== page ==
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Postprandial Hyperglycemia: It’s All In the Timing

Post-meal blood sugar control depends on proper insulin timing

By Gary Scheiner MS, CDE

Postprandial hyperglycemia refers to a high blood sugar spike that occurs soon after eating a meal or snack. For everyone with Type-1 or Type-2 diabetes, it is natural for the blood sugar to rise after eating. But if the rise is very dramatic, if can effect a person’s well-being and quality of life.

Even though the spikes are temporary, all those after-meal rises can result in a higher HbA1c than your patients’ pre-meal readings would indicate. In fact, research reported at the ADA scientific sessions indicated that the average blood sugars during the three hours after eating, not before, correlates most closely to HbA1c levels.

Research on the effects of postprandial hyperglycemia has also shown an increase in the risk of death from heart disease in those with Type-2 diabetes, earlier onset of kidney disease, and accelerated progression of retinopathy in those with Type-1. There is growing concern that blood glucose variability, and not just a high average, contributes to microvascular disease.

And then there are the acute effects. As most anyone with diabetes will attest, blood sugar spikes have been shown to negatively influence mental concentration, energy levels, mood, and physical performance.

In most cases, blood sugar levels peak about an hour after finishing a meal or snack. Ideally, the blood sugar at the peak should be below 180 mg/dl in adults (160 during pregnancy). Less stringent targets may be used in higher-risk individuals: 200 in adolescents and adults with hypoglycemia unawareness or high-risk jobs, 225 in school-age children and 250 in very young children. Perhaps the most practical is to check the blood sugar level about one hour after eating with a home blood glucose monitor (using capillary blood from a finger rather than an alternate site). Continuous glucose monitors are another excellent way to see exactly how much the blood sugar levels are rising after meals and snacks.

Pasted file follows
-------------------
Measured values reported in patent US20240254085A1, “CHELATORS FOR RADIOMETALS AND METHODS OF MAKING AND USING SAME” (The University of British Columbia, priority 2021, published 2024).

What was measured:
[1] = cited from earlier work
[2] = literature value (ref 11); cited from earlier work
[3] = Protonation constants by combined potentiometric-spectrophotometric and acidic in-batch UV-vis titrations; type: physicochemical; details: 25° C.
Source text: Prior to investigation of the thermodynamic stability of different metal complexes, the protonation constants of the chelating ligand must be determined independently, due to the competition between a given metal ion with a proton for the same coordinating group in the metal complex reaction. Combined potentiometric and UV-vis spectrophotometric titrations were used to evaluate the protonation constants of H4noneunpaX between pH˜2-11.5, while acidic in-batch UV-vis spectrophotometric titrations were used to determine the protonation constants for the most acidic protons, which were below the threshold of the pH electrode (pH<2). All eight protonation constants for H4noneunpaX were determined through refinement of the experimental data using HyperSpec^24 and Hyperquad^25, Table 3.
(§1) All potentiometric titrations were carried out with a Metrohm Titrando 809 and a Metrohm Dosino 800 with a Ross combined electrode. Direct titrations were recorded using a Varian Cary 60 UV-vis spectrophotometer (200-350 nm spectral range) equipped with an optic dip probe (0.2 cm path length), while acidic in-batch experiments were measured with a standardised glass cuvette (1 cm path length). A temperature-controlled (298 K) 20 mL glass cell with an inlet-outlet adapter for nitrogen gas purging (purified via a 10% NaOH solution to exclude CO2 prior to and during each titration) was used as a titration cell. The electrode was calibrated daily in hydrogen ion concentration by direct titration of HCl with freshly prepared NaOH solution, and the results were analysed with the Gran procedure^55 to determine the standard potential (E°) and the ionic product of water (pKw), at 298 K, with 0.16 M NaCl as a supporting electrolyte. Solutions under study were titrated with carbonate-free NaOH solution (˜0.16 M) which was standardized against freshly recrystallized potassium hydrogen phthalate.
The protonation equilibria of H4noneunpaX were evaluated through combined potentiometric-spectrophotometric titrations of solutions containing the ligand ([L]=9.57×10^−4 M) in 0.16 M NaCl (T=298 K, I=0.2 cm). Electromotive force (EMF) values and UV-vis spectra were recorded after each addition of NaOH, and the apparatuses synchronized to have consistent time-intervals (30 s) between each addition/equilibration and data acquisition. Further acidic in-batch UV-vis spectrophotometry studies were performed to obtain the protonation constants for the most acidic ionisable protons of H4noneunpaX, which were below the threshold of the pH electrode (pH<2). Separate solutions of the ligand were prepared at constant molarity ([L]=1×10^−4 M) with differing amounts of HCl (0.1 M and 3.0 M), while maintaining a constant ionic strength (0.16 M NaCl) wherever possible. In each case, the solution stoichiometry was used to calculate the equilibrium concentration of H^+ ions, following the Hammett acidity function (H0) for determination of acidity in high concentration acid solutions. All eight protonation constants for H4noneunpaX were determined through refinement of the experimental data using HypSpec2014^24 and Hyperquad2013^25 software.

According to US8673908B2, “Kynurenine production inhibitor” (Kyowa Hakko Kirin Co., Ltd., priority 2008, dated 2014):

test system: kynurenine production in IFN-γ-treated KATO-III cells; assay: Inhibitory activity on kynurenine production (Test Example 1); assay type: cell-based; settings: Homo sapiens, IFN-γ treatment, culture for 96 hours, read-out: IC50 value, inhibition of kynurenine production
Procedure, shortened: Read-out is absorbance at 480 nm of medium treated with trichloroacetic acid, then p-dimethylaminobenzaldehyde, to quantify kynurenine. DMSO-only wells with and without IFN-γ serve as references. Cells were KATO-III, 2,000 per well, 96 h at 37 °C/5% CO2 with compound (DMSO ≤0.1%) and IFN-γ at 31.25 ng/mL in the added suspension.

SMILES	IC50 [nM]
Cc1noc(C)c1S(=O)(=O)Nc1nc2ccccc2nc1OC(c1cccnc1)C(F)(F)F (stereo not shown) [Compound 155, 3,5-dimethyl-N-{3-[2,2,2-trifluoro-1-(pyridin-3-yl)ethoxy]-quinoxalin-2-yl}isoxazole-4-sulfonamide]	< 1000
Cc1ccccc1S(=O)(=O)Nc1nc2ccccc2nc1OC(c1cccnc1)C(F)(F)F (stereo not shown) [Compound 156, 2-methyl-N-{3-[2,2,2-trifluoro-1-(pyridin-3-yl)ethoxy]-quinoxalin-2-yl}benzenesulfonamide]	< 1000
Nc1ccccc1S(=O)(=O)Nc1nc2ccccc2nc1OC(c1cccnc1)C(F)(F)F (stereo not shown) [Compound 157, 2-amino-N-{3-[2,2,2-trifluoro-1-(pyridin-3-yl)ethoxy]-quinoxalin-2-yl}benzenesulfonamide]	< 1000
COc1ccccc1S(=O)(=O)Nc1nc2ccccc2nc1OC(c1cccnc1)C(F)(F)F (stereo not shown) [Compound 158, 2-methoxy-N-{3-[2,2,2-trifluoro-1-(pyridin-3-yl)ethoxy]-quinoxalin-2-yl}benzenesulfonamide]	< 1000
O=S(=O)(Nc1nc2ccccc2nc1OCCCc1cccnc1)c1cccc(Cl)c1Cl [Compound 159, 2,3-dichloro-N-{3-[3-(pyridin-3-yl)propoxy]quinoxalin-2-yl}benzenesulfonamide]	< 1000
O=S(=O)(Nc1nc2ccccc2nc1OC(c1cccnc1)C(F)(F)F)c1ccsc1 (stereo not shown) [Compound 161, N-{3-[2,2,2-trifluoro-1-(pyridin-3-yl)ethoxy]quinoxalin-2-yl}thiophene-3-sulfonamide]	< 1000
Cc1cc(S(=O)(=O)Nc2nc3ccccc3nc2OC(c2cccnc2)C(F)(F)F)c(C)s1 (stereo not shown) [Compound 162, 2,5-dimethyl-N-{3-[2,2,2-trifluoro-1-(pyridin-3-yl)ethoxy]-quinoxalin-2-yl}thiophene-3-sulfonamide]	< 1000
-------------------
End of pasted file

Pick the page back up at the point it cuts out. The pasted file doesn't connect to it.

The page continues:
Spike Reduction
Reducing after-meal spikes does not usually require taking more insulin at mealtimes. In fact, if your pre-meal readings are already close to normal, increasing your insulin would probably result in hypoglycemia before the next meal.

Reducing the magnitude of the spike while maintaining near-normal pre-meal readings can be accomplished in a number of ways. Choosing lower-glycemic-index foods  —  foods which cause a more gradual rise in blood glucose levels  —  is certainly an option. Engaging in light-to-moderate physical activity right after eating will also help, as will injections of pramlintide (Symlin) prior to each meal. But one simple, often-overlooked answer is to simply take your mealtime insulin earlier.

The timing of your mealtime insulin (boluses) can significantly impact your after-meal spikes. Boluses given too late to match the digestion of carbohydrates can produce significant hyperglycemia soon after eating, whereas a properly timed bolus can result in excellent after-meal control.